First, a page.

HAMPDEN, Maine — Town councilors are slated to take some key votes on a redevelopment proposal for the former Hampden Academy property during meeting at 7 p.m. Monday in the council chambers.
A public hearing will precede the council’s deliberations, Mayor Janet Hughes said Saturday.
Town councilors are poised to decide whether the town will enter a redevelopment deal with hoteliers Danny and Carla Lafayette. Before they can do so, however, they must approve an ordinance authorizing the sale of the former high school complex and an ordinance amendment that would change the former high school parcel from its current Residential A and Residential B zoning designations to Village Commercial.
The next step, if they decide to take it, would be to approve a purchase and sale agreement for the 22-acre site and the buildings on it, and a lease agreement that would allow the town to continue to use the former high school gym as a recreation center.
Negotiations between the town and the LaFayettes have been going on since early spring.
“I just think everybody is ready to make a decision and to move on, whatever that decision might be, because we have analyzed it to death and it’s just time to make a decision,” she said.
As of Saturday, however, there was no consensus among councilors as to what direction the town will take on the property, Hughes said.
“The council has really been split and not just in half,” she said. “And we have an even number of council members because one resigned. So I think we have a third, a third and a third going in,” she said of the six-member panel.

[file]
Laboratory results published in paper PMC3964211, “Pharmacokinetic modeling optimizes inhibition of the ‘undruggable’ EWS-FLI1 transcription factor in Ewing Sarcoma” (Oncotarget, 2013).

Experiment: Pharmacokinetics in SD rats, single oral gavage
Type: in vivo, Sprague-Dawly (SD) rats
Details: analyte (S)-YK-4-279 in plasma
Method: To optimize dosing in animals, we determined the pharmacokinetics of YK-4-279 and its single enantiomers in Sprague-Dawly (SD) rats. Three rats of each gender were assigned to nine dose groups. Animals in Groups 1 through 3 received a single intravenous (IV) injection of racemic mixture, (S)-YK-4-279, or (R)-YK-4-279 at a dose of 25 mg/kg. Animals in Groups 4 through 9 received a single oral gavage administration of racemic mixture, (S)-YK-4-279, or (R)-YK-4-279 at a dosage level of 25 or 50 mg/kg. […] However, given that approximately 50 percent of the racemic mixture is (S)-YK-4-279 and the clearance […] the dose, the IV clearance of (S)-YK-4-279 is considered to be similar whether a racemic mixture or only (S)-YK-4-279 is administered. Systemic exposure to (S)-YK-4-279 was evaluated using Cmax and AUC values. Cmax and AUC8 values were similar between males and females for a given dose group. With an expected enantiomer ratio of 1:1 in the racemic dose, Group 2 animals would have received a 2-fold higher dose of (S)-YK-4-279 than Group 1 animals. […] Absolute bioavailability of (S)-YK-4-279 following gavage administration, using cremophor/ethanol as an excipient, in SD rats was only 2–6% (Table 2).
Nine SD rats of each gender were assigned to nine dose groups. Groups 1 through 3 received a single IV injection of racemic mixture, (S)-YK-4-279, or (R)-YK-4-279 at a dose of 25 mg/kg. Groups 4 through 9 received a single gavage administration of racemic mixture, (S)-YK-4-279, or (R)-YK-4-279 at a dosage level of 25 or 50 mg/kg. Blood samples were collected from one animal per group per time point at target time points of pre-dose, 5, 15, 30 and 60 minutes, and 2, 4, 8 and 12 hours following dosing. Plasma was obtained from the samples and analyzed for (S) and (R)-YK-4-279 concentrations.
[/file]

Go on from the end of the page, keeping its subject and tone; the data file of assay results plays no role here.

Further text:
Some on the council think the redevelopment project should go through a public request for proposals process, Hughes said. Others think the town should keep the property as a town center and sell portions of the property for private development. Still others say the property should be sold to the LaFayettes — who she pointed out are longtime residents and who have the town’s best interest in mind — so that no more tax dollars will be needed to maintain it, she said.
“So it makes it a hard decision because you go, ‘Gee, they have a nice philosophy on life, they live in the downtown, they’re not going to put a McDonald’s there and they have the financial resources to make something happen there,’” she said. “The uncertainty is [over] what they have in mind for redevelopment.”
Town officials and the Lafayettes have been in talks about the former high school property since spring, according to published reports. The Lafayettes in May formed Historic Hampden Academy LLC, the legal entity that will take on the redevelopment, if a deal is struck. Town officials earlier confirmed that the Lafayettes want to develop all 22 acres of the old Hampden Academy property without tearing down the main buildings.
The Lafayettes, who have a chain of 27 hotels in Maine and beyond, made a preliminary offer to cover most of the cleanup and other applicable costs associated with developing the land into office building complexes, health or retail malls, restaurants, hotels, housing units or retirement communities.
Some of the details of the deal were unveiled during a July 15 meeting but councilors decided not to vote on the ordinance required to convey the property and a purchase and sale agreement at that time because the residents were learning about the terms negotiated between town officials and the LaFayettes for the first time that night.
Hughes said the town needs to decide the fate of the old school soon because it does not want to incur from $20,000 to $100,000 in heating costs for vacant parts of the complex, parts of which likely would be isolated and shut down.
Before talks with the Lafayettes began this spring, the town had entertained inquiries from a variety of other interested parties including Beal College, Eastern Maine Community College and the Bangor Police Department, according to previous Bangor Daily News stories.